NSPW: New Security Paradigms Workshop



Past:   Proceedings on DBLP

Future:  Post a CFP for 2017 or later   |   Invite the Organizers Email


All CFPs on WikiCFP

Event When Where Deadline
NSPW 2016 New Security Paradigms Workshop
Sep 26, 2016 - Sep 29, 2016 Colorado, USA Apr 29, 2016
NSPW 2015 New Security Paradigms Workshop
Sep 8, 2015 - Sep 11, 2015 Twente, The Netherlands Apr 18, 2015
NSPW 2014 New Security Paradigms Workshop (NSPW)
Sep 15, 2014 - Sep 18, 2014 Victoria, BC, Canada Apr 18, 2014
NSPW 2013 New Security Paradigms Workshop
Sep 9, 2013 - Sep 12, 2013 The Banff Centre, Canada Apr 12, 2013
NSPW 2012 New Security Paradigms Workshop
Sep 19, 2012 - Sep 21, 2012 Bertinoro, Italy Apr 6, 2012
NSPW 2011 New Security Paradigms Workshop
Sep 12, 2011 - Sep 15, 2011 Marin County, CA, USA Apr 4, 2011
NSPW 2008 New Security Paradigms Workshop
Sep 22, 2008 - Sep 25, 2008 Olympic Valley, CA, USA Apr 11, 2008

Present CFP : 2016

Since 1992, the New Security Paradigms Workshop (NSPW) has offered a unique forum for information security research involving high-risk, high-opportunity paradigms, perspectives, and positions. The workshop itself is highly interactive with presentations by authors prepared for in-depth discussions, and ample opportunity to exchange views with open-minded peers. NSPW is also distinguished by its deep-rooted tradition of positive feedback, collegiality, and encouragement.

NSPW seeks embryonic, disruptive, and unconventional ideas that benefit from early feedback. The ideas are almost always not yet proven, and sometimes infeasible to validate to the extent expected in traditional forums. NSPW seeks ideas pushing the boundaries of science and engineering beyond what would typically be considered mainstream; papers that would be strong candidates in "conventional" information security venues are, as a rule of thumb, a poor fit for NSPW. We welcome papers with perspectives that augment traditional information security, both from computer science and other disciplines that study adversarial relationships (e.g., biology, economics, the social sciences). Submissions typically address current limitations of information security, directly challenge long-held beliefs or the very foundations of security, or view problems from an entirely novel angle leading to new solutions.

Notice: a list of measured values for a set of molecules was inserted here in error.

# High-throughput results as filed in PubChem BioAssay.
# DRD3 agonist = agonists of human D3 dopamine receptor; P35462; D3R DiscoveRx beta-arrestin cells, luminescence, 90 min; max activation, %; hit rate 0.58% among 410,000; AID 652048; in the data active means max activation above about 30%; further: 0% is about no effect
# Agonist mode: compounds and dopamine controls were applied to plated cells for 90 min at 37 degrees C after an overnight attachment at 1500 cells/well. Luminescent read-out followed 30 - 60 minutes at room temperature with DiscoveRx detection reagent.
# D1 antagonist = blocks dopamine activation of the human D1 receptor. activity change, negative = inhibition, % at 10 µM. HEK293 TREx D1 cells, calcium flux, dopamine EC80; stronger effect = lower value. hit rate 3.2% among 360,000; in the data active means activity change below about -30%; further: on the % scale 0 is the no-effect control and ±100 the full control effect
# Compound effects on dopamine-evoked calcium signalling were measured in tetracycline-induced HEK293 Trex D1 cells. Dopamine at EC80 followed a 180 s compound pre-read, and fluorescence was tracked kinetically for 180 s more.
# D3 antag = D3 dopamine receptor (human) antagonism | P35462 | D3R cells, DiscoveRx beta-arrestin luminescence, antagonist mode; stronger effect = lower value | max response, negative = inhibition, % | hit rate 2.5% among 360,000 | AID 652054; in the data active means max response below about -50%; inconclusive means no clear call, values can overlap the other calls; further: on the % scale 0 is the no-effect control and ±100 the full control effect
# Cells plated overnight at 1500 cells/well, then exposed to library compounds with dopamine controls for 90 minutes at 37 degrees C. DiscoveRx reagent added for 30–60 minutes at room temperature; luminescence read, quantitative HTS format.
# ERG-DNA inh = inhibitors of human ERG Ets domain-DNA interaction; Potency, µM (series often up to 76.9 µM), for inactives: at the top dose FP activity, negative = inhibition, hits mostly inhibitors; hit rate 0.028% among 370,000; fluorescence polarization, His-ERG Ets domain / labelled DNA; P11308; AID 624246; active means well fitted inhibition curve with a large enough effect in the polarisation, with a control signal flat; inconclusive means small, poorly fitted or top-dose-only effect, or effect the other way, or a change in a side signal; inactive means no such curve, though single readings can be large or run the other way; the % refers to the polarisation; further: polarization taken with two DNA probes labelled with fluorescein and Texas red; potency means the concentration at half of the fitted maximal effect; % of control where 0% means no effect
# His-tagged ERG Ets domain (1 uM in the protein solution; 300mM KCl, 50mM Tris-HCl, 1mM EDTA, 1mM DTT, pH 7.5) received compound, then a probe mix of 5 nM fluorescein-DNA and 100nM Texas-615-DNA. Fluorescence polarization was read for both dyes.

In 2015, more than 50% of the presenters had never attended NSPW before. We are actively trying to continue this trend, and therefore we encourage submissions from new NSPW authors.

- REGULAR SUBMISSIONS: NSPW papers vary in approach and style, but often involve a systematic investigation supported by structured argument. Some involve an opinionated analysis, or explore a design space that emerges upon replacing a common assumption (even if this is beyond current technology). Successful submissions show strong scholarship, demonstrate sound knowledge of related literature while placing the contributions in context to it, and are often accompanied by early validation and a research agenda for broader validation. Ideal papers lead to spirited workshop discussion, but NSPW is not a debating society - the discussion should relate to new ideas and perspectives as characterized above, rather than well-known controversial topics.